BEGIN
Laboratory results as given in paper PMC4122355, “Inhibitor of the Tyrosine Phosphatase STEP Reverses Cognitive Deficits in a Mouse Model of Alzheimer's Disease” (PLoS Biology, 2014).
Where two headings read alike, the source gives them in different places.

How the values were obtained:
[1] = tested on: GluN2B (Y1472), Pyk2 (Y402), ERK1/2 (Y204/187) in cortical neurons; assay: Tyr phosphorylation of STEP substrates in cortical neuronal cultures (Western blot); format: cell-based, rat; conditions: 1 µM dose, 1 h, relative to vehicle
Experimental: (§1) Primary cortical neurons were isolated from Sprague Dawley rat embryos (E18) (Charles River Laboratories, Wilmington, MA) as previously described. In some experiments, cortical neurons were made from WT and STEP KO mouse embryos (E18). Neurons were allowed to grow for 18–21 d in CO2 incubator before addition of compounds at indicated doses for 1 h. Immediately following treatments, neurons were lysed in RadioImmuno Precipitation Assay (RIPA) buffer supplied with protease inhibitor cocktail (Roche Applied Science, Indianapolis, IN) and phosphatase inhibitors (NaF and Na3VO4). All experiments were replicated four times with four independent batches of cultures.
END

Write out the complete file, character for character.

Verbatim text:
Laboratory results as given in paper PMC4122355, “Inhibitor of the Tyrosine Phosphatase STEP Reverses Cognitive Deficits in a Mouse Model of Alzheimer's Disease” (PLoS Biology, 2014).
Where two headings read alike, the source gives them in different places.

How the values were obtained:
[1] = tested on: GluN2B (Y1472), Pyk2 (Y402), ERK1/2 (Y204/187) in cortical neurons; assay: Tyr phosphorylation of STEP substrates in cortical neuronal cultures (Western blot); format: cell-based, rat; conditions: 1 µM dose, 1 h, relative to vehicle
Experimental: (§1) Primary cortical neurons were isolated from Sprague Dawley rat embryos (E18) (Charles River Laboratories, Wilmington, MA) as previously described. In some experiments, cortical neurons were made from WT and STEP KO mouse embryos (E18). Neurons were allowed to grow for 18–21 d in CO2 incubator before addition of compounds at indicated doses for 1 h. Immediately following treatments, neurons were lysed in RadioImmuno Precipitation Assay (RIPA) buffer supplied with protease inhibitor cocktail (Roche Applied Science, Indianapolis, IN) and phosphatase inhibitors (NaF and Na3VO4). All experiments were replicated four times with four independent batches of cultures.